Alternative sources of reinsurance such as collateralized reinsurance, catastrophe bonds and ILW contracts were not considered a major threat to the traditional reinsurance market in the early days of their development. But today, it is clear that these new forms of capacity are a force to be reckoned with.
This is most clearly demonstrated by the competition for Property Catastrophe reinsurance renewals in June and July 2013. This is the time of year when most of the Florida and Gulf Coast catastrophe programs are renewed. These are also the programs that generate a substantial return for reinsurers because of their high probability of loss from hurricanes.
Growth of the Alternative Reinsurance Market Twenty years ago, these alternative reinsurance products were just a gleam in the eyes of institutional investors and hedge fund managers. By 2012, this market had grown to almost $40 Billion of capacity; most market observers say that halfway through 2013, the market has now exceeded $45 Billion.
Effects on Market Pricing Traditionally, property catastrophe reinsurance underwriters have counted on the rich rates-on-line of the June and July renewals to fill their premium coffers for the year. But now we are in early July 2013, and it is clear that there has been a sea change in market dynamics.
Throughout May and June, reinsurance brokers and their clients saw substantial increased capacity offerings at very competitive prices from these alternative reinsurance providers as these markets competed for market share. The traditional reinsurance underwriters, not be outmaneuvered by these stronger competitors, responded in kind.
The end result saw clients giving firm orders at prices up to 20% below expiring on a risk-adjusted basis, and obtaining full placements at these terms with ease.
What Does the Future Hold? There is a lot of debate among industry insiders as to the long-term effects of this new capacity source. Some of the alternatives being discussed:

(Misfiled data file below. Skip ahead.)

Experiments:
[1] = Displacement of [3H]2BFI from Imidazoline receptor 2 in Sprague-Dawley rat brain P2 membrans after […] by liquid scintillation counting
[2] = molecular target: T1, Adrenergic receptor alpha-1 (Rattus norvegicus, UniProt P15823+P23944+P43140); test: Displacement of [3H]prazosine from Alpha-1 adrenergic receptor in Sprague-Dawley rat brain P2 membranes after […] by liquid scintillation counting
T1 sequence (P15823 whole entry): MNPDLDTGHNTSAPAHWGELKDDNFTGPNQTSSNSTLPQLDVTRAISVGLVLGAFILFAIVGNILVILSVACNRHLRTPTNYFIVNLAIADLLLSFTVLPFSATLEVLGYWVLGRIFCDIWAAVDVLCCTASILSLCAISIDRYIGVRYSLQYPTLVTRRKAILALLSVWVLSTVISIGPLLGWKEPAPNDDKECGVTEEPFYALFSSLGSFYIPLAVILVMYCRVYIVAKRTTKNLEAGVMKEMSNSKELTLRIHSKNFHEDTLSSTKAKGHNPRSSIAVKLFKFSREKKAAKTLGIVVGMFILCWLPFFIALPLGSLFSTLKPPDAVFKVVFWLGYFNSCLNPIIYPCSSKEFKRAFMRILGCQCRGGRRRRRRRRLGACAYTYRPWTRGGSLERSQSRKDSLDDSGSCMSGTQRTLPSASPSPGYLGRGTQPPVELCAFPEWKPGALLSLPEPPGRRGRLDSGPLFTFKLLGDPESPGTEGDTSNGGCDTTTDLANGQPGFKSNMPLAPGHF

- Will this new capacity have the stomach to withstand the losses from a major hurricane in Florida or the Gulf Coast? Many traditionalists are hoping the hedge funds and private equity funds will head for the hills post-loss and lick their wounds. Others believe the fund managers will recognize the profit potential in a post-loss scenario and double down.
- How much bigger can the alternative reinsurance market get? The barriers to entry and exit of the catastrophe reinsurance market are at an all time low. Some observers calculate the alternative reinsurance capacity now represents almost 15% of total worldwide catastrophe capacity. Some estimate that this capacity could grow to 50% of worldwide capacity, and possibly even more.
- Does this new capacity signify the end of the reinsurance pricing/capacity cycles as we know it? Past market cycles have been flatter due to the influx of new reinsurance capacity following every recent major disaster.
- The reinsurance market has become more and more commoditized; some experts predict we may see catastrophe reinsurance traded on electronic exchanges just like equities or commodities. There is no doubt that the personal relationship between a cedant and his reinsurer is no longer as important as it once was.
The answers to these questions will become apparent as this trend plays itself out. I don’t know about you, but I’m looking forward to seeing what happens next.